Noreen Mary Langan
23 April 1960
|Known for||activism; founder of addiction treatment centres|
Noreen Oliver MBE (born 23 April 1960) is a British businesswoman, rehabilitation centre owner and advocate of drug and alcohol policy reform. She is the founder and CEO of addiction treatment centres in Burton-upon-Trent and Clayton, Staffordshire.
She attended Christ the King Catholic Voluntary Academy, Nottinghamshire. She completed O-Levels in English, history, domestic science and science. She received a postgraduate degree in marketing from the Chartered Institute of Marketing. From 1975 to 1998, she worked in various positions and industries, including as a dental nurse, director of patient services at a private clinic, pharmaceutical representative, healthcare liaison worker in the community, and marketing manager and volunteer at the Nottingham Clinic.
She began drinking at age 16 and suffered from alcoholism for years; her first alcohol detox treatment was at age 25. She recalls, "I was a functioning alcoholic. I held down two jobs. But towards the end there were emergency admissions to hospital. I had consultants screaming that I was going through liver failure." By 1992, at age 31, she was drinking a bottle of gin a day and was hospitalised with cirrhosis. She was malnourished and weighed just 6 stone (84 lb); her stomach was so shrunken that she was unable to eat. At one point she was so ill she was given last rites by a priest; after surviving, she vowed to turn her life around.
She attempted detox nine times in total. After her near death experience, her family arranged for her to attend a rehabilitation clinic in Nottingham. She recalled, "I shared a room with a female crack addict who also worked the streets. This was a completely alien thing to me and, at first, I was horrified but soon realised she was not so different to me."
She stopped drinking completely in 1993. She soughts doctors' advice on how she could help others and ultimately founded her own treatment centre. "I started in two rooms, remortgaged my home, and it began to grow from there."
Recovery centres and activism
In 1998, she founded the Burton Addiction Centre, now the BAC O'Connor Centre, in Burton-on-Trent, Staffordshire, and in 2002 opened a second BAC O'Connor Centre in Clayton. She has stated that BAC has one of the highest rates of success for helping people rehabilitate from drug and alcohol addictions and integrate into society. In 2011, she told the BBC that the centre's figures show 74 percent of drug users and 83 percent of alcoholics being sober two years after completing the 18-week programme; the UK national average is 30 percent sober six years after treatment.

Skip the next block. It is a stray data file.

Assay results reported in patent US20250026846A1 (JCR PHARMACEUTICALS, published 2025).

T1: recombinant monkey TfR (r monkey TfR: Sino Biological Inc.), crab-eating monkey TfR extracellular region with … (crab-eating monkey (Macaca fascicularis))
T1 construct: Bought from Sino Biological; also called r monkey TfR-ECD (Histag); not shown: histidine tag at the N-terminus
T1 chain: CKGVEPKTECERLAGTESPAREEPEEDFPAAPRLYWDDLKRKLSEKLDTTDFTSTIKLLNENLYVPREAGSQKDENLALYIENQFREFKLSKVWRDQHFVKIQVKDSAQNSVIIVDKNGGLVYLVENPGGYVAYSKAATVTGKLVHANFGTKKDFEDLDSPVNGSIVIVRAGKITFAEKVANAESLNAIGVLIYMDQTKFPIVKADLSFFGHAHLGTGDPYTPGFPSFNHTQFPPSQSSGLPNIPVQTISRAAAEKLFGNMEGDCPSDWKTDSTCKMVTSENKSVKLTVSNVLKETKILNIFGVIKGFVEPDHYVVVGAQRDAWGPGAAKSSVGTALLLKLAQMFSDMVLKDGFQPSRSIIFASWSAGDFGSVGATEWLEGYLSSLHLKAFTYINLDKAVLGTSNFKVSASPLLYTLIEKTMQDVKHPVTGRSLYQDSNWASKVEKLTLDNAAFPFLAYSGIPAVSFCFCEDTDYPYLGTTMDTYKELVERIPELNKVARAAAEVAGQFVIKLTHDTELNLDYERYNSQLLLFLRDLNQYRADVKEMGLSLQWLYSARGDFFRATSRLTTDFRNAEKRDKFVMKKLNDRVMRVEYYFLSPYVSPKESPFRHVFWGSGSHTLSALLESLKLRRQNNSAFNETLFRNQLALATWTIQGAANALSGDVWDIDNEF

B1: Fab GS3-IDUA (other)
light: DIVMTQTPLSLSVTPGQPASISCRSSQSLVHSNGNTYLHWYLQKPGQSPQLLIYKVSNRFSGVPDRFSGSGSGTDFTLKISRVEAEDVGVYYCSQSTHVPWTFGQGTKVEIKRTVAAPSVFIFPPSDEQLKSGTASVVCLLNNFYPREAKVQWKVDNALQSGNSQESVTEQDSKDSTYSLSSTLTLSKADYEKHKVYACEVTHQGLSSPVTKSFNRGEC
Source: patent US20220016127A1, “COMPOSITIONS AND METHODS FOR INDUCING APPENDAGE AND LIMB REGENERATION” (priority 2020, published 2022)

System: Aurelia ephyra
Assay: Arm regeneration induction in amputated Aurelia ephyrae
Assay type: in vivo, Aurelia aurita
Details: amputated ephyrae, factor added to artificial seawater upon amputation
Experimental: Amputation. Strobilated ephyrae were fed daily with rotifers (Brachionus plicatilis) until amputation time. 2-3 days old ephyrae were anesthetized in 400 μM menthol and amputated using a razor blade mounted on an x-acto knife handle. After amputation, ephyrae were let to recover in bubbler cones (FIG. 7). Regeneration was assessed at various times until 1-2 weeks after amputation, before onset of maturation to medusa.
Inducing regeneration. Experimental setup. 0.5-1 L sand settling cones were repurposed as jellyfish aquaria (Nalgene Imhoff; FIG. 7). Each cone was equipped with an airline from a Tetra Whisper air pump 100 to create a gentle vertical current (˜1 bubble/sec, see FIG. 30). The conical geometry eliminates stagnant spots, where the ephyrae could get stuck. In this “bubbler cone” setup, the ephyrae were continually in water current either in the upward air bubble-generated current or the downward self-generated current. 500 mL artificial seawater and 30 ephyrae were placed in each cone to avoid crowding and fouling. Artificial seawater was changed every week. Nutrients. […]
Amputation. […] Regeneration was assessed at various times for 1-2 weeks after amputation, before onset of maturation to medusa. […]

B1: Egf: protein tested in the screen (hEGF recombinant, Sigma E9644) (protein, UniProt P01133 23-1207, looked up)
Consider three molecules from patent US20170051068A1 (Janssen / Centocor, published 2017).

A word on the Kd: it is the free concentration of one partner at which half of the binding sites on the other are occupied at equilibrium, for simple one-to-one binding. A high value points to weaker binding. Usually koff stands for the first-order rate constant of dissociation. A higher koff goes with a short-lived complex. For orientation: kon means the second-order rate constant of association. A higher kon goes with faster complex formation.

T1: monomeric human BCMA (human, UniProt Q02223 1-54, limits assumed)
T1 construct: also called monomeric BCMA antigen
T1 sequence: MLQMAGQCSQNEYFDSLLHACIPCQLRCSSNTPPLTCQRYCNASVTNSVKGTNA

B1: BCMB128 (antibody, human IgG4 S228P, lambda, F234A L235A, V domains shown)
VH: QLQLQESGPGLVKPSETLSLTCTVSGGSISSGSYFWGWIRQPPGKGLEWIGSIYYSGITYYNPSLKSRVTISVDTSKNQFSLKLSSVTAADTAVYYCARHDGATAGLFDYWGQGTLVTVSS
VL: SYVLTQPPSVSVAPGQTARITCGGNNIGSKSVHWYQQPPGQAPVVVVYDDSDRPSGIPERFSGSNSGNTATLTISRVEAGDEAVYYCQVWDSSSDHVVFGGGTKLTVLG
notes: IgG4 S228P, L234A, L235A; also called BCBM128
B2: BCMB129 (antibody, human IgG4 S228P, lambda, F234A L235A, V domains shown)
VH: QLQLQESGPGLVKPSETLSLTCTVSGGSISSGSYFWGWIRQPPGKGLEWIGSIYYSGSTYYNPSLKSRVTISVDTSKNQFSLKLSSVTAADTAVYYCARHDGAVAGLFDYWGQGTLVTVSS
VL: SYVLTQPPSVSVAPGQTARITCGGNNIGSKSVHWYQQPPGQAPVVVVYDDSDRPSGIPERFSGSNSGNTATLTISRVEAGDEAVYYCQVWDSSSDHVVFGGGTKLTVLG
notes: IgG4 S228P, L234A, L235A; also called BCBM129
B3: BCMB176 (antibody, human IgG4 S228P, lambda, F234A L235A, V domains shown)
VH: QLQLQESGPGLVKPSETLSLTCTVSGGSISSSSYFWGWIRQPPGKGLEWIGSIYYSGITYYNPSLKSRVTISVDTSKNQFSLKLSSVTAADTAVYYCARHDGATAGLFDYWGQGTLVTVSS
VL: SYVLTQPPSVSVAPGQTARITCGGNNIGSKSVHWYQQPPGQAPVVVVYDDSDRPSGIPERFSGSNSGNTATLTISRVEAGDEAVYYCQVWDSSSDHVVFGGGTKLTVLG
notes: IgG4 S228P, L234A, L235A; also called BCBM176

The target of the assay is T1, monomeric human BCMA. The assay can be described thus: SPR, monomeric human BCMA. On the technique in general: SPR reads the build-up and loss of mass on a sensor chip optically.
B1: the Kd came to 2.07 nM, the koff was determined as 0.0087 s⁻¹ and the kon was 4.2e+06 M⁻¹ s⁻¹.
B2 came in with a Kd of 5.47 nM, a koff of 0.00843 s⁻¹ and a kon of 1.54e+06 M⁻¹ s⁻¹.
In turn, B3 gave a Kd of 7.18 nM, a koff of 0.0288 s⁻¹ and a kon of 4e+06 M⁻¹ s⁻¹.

The centre earned the highest scores in the United Kingdom from the Healthcare Commission in 2006 and has become nationally renowned, eliciting praise from Prime Minister David Cameron. The Staffordshire County Council plans to use the BAC O'Connor Centre as a template to open other similar centres across Staffordshire.
Oliver established the O'Connor Gateway Trust, a charitable organisation that helps recovering drug addicts and alcoholics gain the necessary skills and qualifications for employment, and to provide a safe, social environment free from drugs or alcohol for recovering addicts. The trust also runs Recovery Is Out There (RIOT), a community group formed of recovering addicts who have been through the BAC programme. The group works to educate the community and provide support for other recovering addicts.
In 2010, Burton Addiction Centre opened Langan’s Tea Rooms in Burton-on-Trent, a social enterprise that employs recovering addicts. Langan's Tea Rooms, which takes its title from her maiden name, was built in a former restaurant located in a historic building, Burton House. Burton MP Andrew Griffiths is a patron of the organisation.
Oliver is a strong advocate of abstinence-based recovery. In 2010, she founded the Recovery Group UK, an alliance of academics, rehabilitation service providers and drug- and alcohol-related organisations. The Recovery Group UK is an advocacy group working toward what Oliver calls "a balanced, integrated, seamless treatment system focused on recovery." Oliver was a speaker at the 2011 UK and European Symposium on Addictive Disorders (UKESAD) in London.
She is a member of the Community, Voluntary and Local Services Honours Committee, a Cabinet Office committee that reviews nominations for national honours for merit and service. She is also a Director of The Centre for Social Justice, a leading Think Tank in the UK.
In 2010, she received a lifetime achievement award from the Centre for Social Justice. The recipient of the award is selected annually by the group's co-founder, MP Iain Duncan Smith. She now sits on the CSJ's board of directors as chairman of the Addictions Working Group.
She has been married to Tony Oliver, a prison officer, since 2005. She has a stepdaughter and two grandchildren.
Through her activism she has become friends with former drug addict Russell Brand, who sought her advice about what to do with funds he had raised to help addicts. She is interviewed in his 2014 BBC Three documentary, End the Drugs War, in which Brand visits the BAC Centre and attends a graduation ceremony for a recovering addict who had just completed the programme. He also visited the Langan's Tea Rooms; he subsequently opened a similar social enterprise, the Trew Era Cafe. She also appears in Brand: A Second Coming, a 2015 documentary about Brand's activism.
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- Russell Brand: End the Drugs War, BBC Three, 13 December 2014